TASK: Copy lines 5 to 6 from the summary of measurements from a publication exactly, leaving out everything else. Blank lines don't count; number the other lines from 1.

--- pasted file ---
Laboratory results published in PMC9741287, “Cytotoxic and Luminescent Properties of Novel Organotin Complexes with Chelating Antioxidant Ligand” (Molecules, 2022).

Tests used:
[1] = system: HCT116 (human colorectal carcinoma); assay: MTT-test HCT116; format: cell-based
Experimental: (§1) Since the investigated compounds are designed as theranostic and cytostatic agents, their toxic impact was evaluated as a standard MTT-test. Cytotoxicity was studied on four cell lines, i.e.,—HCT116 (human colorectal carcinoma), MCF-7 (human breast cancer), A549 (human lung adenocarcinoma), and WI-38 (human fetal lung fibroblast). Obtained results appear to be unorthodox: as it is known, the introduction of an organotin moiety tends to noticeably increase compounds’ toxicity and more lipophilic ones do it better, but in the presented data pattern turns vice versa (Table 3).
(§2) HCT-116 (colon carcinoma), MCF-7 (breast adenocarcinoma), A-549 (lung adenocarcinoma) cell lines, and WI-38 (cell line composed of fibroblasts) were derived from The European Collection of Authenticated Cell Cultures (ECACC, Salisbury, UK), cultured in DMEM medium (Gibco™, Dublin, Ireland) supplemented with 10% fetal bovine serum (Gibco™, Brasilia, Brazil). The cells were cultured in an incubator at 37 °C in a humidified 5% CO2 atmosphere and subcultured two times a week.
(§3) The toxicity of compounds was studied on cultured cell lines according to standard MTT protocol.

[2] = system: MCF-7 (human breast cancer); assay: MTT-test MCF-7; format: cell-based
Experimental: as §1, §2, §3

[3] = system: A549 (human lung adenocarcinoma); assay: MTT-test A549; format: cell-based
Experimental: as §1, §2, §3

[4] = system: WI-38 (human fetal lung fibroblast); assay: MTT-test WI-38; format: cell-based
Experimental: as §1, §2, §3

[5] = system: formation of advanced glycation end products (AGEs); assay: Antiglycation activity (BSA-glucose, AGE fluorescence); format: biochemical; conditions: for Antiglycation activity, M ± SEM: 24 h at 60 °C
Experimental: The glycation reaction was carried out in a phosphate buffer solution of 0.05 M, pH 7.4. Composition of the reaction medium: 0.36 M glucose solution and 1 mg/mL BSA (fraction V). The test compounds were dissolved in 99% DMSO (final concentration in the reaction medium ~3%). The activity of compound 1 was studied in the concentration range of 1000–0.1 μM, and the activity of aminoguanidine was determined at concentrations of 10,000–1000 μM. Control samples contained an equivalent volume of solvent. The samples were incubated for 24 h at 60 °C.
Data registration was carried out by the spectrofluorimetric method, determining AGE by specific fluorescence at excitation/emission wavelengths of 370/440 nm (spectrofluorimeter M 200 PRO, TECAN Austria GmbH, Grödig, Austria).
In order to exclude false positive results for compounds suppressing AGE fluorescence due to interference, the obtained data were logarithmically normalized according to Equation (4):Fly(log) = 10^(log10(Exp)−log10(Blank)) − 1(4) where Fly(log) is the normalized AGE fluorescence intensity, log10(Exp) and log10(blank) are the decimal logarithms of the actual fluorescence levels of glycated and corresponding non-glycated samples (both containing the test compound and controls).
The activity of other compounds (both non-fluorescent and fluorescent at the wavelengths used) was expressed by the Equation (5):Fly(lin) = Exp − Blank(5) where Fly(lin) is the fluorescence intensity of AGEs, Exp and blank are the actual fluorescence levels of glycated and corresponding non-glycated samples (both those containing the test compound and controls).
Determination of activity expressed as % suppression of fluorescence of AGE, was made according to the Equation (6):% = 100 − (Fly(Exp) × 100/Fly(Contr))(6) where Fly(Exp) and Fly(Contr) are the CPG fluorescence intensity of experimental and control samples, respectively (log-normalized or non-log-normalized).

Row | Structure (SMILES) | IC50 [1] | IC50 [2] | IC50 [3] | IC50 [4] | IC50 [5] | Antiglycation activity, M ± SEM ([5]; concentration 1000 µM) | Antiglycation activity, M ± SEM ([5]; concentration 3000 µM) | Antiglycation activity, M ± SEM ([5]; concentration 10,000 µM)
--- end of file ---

(§2) HCT-116 (colon carcinoma), MCF-7 (breast adenocarcinoma), A-549 (lung adenocarcinoma) cell lines, and WI-38 (cell line composed of fibroblasts) were derived from The European Collection of Authenticated Cell Cultures (ECACC, Salisbury, UK), cultured in DMEM medium (Gibco™, Dublin, Ireland) supplemented with 10% fetal bovine serum (Gibco™, Brasilia, Brazil). The cells were cultured in an incubator at 37 °C in a humidified 5% CO2 atmosphere and subcultured two times a week.
(§3) The toxicity of compounds was studied on cultured cell lines according to standard MTT protocol.